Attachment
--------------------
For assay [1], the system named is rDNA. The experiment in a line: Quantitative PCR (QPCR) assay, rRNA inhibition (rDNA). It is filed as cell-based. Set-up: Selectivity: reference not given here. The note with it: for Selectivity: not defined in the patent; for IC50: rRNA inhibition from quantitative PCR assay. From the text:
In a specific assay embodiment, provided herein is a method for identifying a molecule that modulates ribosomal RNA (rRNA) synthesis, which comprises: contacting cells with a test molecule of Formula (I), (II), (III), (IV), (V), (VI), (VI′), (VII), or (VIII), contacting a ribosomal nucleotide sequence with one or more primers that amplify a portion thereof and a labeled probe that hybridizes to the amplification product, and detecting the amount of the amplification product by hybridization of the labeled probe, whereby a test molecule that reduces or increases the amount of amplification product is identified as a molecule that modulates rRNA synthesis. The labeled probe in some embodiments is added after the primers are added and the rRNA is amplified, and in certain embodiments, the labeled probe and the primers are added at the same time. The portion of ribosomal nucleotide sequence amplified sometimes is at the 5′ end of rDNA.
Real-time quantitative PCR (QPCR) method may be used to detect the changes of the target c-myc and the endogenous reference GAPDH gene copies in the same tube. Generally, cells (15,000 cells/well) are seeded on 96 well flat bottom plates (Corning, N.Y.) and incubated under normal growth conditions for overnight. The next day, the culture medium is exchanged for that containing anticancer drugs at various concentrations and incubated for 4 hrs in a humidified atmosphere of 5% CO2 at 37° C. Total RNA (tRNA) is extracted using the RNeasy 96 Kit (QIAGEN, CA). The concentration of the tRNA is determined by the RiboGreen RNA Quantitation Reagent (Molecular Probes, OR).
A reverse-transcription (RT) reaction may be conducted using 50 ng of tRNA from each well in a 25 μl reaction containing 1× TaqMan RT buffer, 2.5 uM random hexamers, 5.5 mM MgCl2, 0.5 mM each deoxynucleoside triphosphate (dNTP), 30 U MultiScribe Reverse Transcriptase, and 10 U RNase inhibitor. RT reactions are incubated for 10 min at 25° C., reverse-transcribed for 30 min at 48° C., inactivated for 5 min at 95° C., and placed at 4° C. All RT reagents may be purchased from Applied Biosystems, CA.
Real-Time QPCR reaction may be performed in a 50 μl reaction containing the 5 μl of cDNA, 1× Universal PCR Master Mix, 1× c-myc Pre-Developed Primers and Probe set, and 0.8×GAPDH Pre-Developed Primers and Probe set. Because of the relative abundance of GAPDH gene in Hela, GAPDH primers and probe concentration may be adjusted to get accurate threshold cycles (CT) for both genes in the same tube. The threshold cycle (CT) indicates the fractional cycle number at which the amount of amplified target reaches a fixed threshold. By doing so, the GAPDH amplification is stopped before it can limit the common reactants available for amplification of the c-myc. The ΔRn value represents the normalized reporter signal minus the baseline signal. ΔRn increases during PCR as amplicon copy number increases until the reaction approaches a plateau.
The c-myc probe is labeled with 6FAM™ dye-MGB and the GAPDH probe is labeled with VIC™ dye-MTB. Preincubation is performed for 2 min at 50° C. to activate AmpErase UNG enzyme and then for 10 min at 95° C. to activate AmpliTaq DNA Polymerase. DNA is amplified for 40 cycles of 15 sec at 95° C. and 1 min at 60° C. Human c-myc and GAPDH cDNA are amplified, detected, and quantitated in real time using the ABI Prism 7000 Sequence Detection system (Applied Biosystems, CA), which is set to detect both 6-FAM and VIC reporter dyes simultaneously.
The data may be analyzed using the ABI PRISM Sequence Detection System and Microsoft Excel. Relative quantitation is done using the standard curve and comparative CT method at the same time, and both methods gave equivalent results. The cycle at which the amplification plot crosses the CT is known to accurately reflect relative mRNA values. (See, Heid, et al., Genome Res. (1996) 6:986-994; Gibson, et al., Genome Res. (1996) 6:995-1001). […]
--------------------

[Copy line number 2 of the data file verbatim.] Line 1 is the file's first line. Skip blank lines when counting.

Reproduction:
In a specific assay embodiment, provided herein is a method for identifying a molecule that modulates ribosomal RNA (rRNA) synthesis, which comprises: contacting cells with a test molecule of Formula (I), (II), (III), (IV), (V), (VI), (VI′), (VII), or (VIII), contacting a ribosomal nucleotide sequence with one or more primers that amplify a portion thereof and a labeled probe that hybridizes to the amplification product, and detecting the amount of the amplification product by hybridization of the labeled probe, whereby a test molecule that reduces or increases the amount of amplification product is identified as a molecule that modulates rRNA synthesis. The labeled probe in some embodiments is added after the primers are added and the rRNA is amplified, and in certain embodiments, the labeled probe and the primers are added at the same time. The portion of ribosomal nucleotide sequence amplified sometimes is at the 5′ end of rDNA.